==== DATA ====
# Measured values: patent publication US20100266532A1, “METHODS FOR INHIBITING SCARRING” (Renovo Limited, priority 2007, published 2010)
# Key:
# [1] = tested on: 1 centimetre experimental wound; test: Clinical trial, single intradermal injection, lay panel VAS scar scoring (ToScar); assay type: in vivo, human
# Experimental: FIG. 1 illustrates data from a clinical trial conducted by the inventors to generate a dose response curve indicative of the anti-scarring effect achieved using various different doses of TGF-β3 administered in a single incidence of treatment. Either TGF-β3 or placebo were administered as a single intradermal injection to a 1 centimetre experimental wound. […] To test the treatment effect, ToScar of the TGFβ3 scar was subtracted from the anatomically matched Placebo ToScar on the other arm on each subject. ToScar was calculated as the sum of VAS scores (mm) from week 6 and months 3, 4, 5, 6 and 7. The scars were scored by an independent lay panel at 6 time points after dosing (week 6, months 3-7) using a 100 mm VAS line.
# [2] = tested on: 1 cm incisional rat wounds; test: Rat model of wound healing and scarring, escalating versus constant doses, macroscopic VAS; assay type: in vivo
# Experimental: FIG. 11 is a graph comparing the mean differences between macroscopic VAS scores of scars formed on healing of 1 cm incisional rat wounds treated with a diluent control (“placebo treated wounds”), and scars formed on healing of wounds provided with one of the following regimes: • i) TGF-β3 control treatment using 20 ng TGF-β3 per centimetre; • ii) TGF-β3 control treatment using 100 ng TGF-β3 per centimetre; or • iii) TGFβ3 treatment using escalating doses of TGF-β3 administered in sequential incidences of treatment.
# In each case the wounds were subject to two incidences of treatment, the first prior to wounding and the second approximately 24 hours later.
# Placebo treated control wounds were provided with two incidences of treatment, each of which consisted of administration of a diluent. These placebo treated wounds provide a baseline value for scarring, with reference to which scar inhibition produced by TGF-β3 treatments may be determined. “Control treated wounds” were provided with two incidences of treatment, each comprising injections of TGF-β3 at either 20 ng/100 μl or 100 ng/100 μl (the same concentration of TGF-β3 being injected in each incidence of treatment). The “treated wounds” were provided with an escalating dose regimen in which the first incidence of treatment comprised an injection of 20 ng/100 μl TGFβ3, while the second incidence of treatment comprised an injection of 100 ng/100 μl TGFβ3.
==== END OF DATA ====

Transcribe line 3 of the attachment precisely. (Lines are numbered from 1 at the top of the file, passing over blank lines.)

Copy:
# [1] = tested on: 1 centimetre experimental wound; test: Clinical trial, single intradermal injection, lay panel VAS scar scoring (ToScar); assay type: in vivo, human